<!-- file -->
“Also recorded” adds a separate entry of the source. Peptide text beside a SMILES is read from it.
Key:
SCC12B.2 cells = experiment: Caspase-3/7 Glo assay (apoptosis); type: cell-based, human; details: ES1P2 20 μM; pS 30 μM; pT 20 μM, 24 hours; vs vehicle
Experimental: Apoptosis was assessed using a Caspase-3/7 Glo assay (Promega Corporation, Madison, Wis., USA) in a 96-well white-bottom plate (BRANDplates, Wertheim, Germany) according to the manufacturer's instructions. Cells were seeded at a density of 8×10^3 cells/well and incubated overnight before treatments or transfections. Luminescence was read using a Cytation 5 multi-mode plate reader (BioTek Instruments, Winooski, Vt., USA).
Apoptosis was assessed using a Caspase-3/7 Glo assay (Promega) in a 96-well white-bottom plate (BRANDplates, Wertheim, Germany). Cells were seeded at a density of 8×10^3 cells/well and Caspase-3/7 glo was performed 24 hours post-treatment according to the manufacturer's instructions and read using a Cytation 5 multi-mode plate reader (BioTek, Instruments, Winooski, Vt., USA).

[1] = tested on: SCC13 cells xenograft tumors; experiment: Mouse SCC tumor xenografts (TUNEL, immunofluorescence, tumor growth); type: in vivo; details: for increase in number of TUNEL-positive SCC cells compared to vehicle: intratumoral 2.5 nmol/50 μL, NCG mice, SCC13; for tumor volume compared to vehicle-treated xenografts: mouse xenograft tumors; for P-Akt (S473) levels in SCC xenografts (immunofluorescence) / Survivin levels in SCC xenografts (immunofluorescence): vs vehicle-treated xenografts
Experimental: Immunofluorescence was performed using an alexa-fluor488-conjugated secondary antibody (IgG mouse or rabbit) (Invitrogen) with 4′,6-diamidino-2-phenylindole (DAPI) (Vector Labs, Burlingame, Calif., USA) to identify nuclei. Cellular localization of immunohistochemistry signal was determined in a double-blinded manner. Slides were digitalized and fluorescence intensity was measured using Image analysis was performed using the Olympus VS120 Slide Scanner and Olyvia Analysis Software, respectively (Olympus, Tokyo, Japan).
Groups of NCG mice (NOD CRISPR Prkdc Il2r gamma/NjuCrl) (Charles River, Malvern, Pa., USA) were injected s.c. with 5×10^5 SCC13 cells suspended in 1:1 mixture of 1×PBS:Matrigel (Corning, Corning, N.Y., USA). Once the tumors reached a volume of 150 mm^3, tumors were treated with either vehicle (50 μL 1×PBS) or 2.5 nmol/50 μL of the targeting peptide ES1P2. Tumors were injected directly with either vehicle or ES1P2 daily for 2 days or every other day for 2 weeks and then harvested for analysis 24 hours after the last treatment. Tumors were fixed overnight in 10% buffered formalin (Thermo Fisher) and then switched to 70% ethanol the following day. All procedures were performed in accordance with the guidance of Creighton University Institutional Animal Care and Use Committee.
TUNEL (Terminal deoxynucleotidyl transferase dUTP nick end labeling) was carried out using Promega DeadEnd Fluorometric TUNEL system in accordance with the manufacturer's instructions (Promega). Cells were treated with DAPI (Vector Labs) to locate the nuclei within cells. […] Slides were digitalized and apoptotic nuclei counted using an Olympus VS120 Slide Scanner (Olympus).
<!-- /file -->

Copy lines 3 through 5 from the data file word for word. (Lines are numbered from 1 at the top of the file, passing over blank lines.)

SCC12B.2 cells = experiment: Caspase-3/7 Glo assay (apoptosis); type: cell-based, human; details: ES1P2 20 μM; pS 30 μM; pT 20 μM, 24 hours; vs vehicle
Experimental: Apoptosis was assessed using a Caspase-3/7 Glo assay (Promega Corporation, Madison, Wis., USA) in a 96-well white-bottom plate (BRANDplates, Wertheim, Germany) according to the manufacturer's instructions. Cells were seeded at a density of 8×10^3 cells/well and incubated overnight before treatments or transfections. Luminescence was read using a Cytation 5 multi-mode plate reader (BioTek Instruments, Winooski, Vt., USA).
Apoptosis was assessed using a Caspase-3/7 Glo assay (Promega) in a 96-well white-bottom plate (BRANDplates, Wertheim, Germany). Cells were seeded at a density of 8×10^3 cells/well and Caspase-3/7 glo was performed 24 hours post-treatment according to the manufacturer's instructions and read using a Cytation 5 multi-mode plate reader (BioTek, Instruments, Winooski, Vt., USA).